Twas the night before Christmas …. well, it was exactly eight nights before Christmas.
Florentino Pérez, having already confirmed Rafa Benitez’s job security just three weeks earlier, following the 4-0 thrashing by Barça, went on the El Larguero [‘Crossbar’] show on Spanish Radio.
He said, and I quote:
“Benítez is not going to be replaced by Zidane. The media have decided this is happening but it’s Real Madrid who name the coaches so Benitez will not be sacked and replaced by Zidane. He came to resolve our troubles -Rafa is the solution, not the problem.”
That was precisely eighteen days ago.
Since when Real Madrid have played three, won two, drawn one [at Valencia where they lost last year] and scored 15 goals. Sacking form?? Only on Planet Florentino
Back on December 17 the Madrid President added:
“We chose Benítez from a large number of candidates because he’s the right man to sort this squad’s specific problems.
“From last January until the summer we were in free-fall – he was the cure. “If we choose him as the right guy there’s no way we can say after three months that he’s got to go! “We have to give him time”.
‘No way’ right?
Rafa should have been packing his bags there and then. White club speak with forked tongue. And this is a mess of Los Blancos’ own making.
Sacking Carlo Ancelotti after a Champions League, a Copa del Rey, a World Club Cup a European Supercup and another Champions League semi final was an aberration. [Florentino to blame].
A point which both Sergio Ramos and Cristiano Ronaldo made at the end of last season.
Once Ancelotti was sacked, appointing Zidane there and then [a job offer which the Frenchman stated he wouldn’t have turned down] would have been more strategic, fairer on Zizou and more intelligent. [Florentino to blame].
Appointing Rafa Benitez, his obvious talents aside, was like putting a fox in the hen-house. [Florentino to blame]
Everything he was good at, all his beliefs, every single career landmark which vouched for his talent flew directly against where this squad is right now.
Directly against what the fans were crying out for.
This Madrid squad needs management with finesse – it needs unifying, it needs fine-calibration and it needs sufficient commitment to the cause so that the whole becomes greater than the sum of the parts rather than less than the sum as it is right now.
Benitez is the gruff, distant, ‘do it that way because I told you to!’ brand of manager who has won perhaps two, maybe three, outright fans in his main group of players. [Bale, Keylor and Nacho]
The vast majority of the rest of Madrid’s highly pampered players are either indifferent to him… or disbelievers.
The fans? They wanted verve, flair, daring, wins, goals, attacking play. And they wanted something to distract the world’s affection away from Barça
Albeit that Benitez’s Madrid are through to a very winnable last sixteen tie in the Champions League and sit only four points off the top of La Liga [decent positions for January of a first season] the cautious brand of football he proposed simply didn’t fit with the increasingly angry and voluble supporters.Will He Manage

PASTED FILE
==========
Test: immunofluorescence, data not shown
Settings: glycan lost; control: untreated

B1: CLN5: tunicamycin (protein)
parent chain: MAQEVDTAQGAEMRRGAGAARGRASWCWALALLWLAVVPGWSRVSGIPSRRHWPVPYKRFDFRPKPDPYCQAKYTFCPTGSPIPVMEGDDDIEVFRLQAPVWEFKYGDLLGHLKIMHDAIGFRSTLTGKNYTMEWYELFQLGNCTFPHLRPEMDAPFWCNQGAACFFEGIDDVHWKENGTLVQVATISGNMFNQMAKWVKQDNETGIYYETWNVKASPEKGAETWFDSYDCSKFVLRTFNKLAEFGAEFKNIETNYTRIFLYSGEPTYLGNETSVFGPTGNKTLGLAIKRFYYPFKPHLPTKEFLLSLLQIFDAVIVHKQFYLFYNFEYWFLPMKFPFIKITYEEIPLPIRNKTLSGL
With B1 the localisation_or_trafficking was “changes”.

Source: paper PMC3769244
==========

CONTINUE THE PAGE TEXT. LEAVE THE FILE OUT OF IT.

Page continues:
Let’s See What You Can Do Zizou
So, Zidane takes over.
On the plus side his first clutch of fixtures are extremely winnable – a factor in Perez deciding to act now.
Before Madrid face Liga leaders Atlético in late February they play Deportivo [H], Sporting [H], Betis [A], Espanyol [H], Granada [A], Athletic [H] and Málaga [A].
Deportivo are excelling themselves, Athletic are much more formidable than for some seasons and care is needed away at hostile Andaluz football grounds.
But it’s not brutally unfair to suggest that Madrid could, perhaps should, win all those games and give Zizou a 21 point salute before the Madrid derby.
Zidane takes a 46% win rate from his work with Real Madrid’s ‘B’ team, Castilla, and is the youngest Madrid coach since Jorge Valdano twenty years ago. Nobody else would have been given the job based on those stats.
Valdano immediately pointed out: “Zidane is a risky appointment because of his lack of experience”.
That’s both fair and accurate.
Zizou is a legend, is the emblem of Madrid’s historic ninth European Cup win thanks to that dazzling goal at Hampden and he’s a football man of intelligence, calm, talent and elegance.
If it feels good to the rest of us to have Zizou back in the frontline – just imagine how it must feel to the fans and some of the players?
Florentino’s actions have been guided by him looking for an opiate for the masses – gifting them a club legend.
So that their angry gaze will divert from the President.
But, bear this in mind. When the Frenchman played his last game for Madrid it was against Villarreal in May 2006.
The game ended in a 3-3 draw which was a delight for the neutral to watch but a bitter disappointment to Madrid and their fans.
It was Zidane’s farewell to the Bernabéu but vast hordes of the Madridistas didn’t care.
They streamed out of the stadium in disgust at the scoreline. Most of the players simply trooped off, shoulders sagging.
I well remember David Beckham and Iker Casillas almost dragging the rest of the squad back to the centre of the pitch to help pay homage to Zidane as the more honourable fans who had stayed behind at least applauded this fabulous talent and bade him adios!
It was a dishonourable discharge, completely unfitting for such an iconic Madrid player – let down by supporters and team-mates alike after the final whistle.
And a warning to Zizou about how fickle this club can be, will be, if the results and performances aren’t something approaching perfection.
As for Florentino’s backing – with a friend like that, who needs enemies?